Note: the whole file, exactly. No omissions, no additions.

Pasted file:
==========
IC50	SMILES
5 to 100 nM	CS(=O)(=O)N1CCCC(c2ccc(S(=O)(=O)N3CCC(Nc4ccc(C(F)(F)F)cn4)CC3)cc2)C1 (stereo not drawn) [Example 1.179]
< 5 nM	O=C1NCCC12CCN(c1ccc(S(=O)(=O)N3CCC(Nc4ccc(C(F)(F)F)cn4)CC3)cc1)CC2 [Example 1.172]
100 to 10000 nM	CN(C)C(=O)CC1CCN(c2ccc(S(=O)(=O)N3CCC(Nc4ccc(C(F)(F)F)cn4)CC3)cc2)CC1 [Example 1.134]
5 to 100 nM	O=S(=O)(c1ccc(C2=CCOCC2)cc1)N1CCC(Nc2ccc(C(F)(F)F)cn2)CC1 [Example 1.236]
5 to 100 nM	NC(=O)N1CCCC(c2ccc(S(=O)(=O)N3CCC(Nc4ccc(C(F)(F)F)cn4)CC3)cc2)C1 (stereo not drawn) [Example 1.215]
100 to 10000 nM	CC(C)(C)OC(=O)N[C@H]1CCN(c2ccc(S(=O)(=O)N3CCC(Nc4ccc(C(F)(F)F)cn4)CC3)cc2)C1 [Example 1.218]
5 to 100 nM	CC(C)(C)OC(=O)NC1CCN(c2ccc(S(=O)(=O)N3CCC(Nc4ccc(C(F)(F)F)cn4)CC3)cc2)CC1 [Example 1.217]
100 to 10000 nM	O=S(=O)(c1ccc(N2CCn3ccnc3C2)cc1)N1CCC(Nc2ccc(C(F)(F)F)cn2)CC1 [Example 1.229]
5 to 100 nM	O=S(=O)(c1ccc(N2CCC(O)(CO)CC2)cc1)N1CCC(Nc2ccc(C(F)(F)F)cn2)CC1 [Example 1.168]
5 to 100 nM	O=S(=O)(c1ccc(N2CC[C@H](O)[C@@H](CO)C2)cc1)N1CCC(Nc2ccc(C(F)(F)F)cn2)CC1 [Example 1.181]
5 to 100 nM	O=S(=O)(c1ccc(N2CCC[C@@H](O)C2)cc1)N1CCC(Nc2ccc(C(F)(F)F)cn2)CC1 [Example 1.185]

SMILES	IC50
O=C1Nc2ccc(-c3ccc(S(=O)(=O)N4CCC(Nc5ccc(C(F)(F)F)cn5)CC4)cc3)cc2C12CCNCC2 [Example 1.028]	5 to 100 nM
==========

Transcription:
IC50	SMILES
5 to 100 nM	CS(=O)(=O)N1CCCC(c2ccc(S(=O)(=O)N3CCC(Nc4ccc(C(F)(F)F)cn4)CC3)cc2)C1 (stereo not drawn) [Example 1.179]
< 5 nM	O=C1NCCC12CCN(c1ccc(S(=O)(=O)N3CCC(Nc4ccc(C(F)(F)F)cn4)CC3)cc1)CC2 [Example 1.172]
100 to 10000 nM	CN(C)C(=O)CC1CCN(c2ccc(S(=O)(=O)N3CCC(Nc4ccc(C(F)(F)F)cn4)CC3)cc2)CC1 [Example 1.134]
5 to 100 nM	O=S(=O)(c1ccc(C2=CCOCC2)cc1)N1CCC(Nc2ccc(C(F)(F)F)cn2)CC1 [Example 1.236]
5 to 100 nM	NC(=O)N1CCCC(c2ccc(S(=O)(=O)N3CCC(Nc4ccc(C(F)(F)F)cn4)CC3)cc2)C1 (stereo not drawn) [Example 1.215]
100 to 10000 nM	CC(C)(C)OC(=O)N[C@H]1CCN(c2ccc(S(=O)(=O)N3CCC(Nc4ccc(C(F)(F)F)cn4)CC3)cc2)C1 [Example 1.218]
5 to 100 nM	CC(C)(C)OC(=O)NC1CCN(c2ccc(S(=O)(=O)N3CCC(Nc4ccc(C(F)(F)F)cn4)CC3)cc2)CC1 [Example 1.217]
100 to 10000 nM	O=S(=O)(c1ccc(N2CCn3ccnc3C2)cc1)N1CCC(Nc2ccc(C(F)(F)F)cn2)CC1 [Example 1.229]
5 to 100 nM	O=S(=O)(c1ccc(N2CCC(O)(CO)CC2)cc1)N1CCC(Nc2ccc(C(F)(F)F)cn2)CC1 [Example 1.168]
5 to 100 nM	O=S(=O)(c1ccc(N2CC[C@H](O)[C@@H](CO)C2)cc1)N1CCC(Nc2ccc(C(F)(F)F)cn2)CC1 [Example 1.181]
5 to 100 nM	O=S(=O)(c1ccc(N2CCC[C@@H](O)C2)cc1)N1CCC(Nc2ccc(C(F)(F)F)cn2)CC1 [Example 1.185]

SMILES	IC50
O=C1Nc2ccc(-c3ccc(S(=O)(=O)N4CCC(Nc5ccc(C(F)(F)F)cn5)CC4)cc3)cc2C12CCNCC2 [Example 1.028]	5 to 100 nM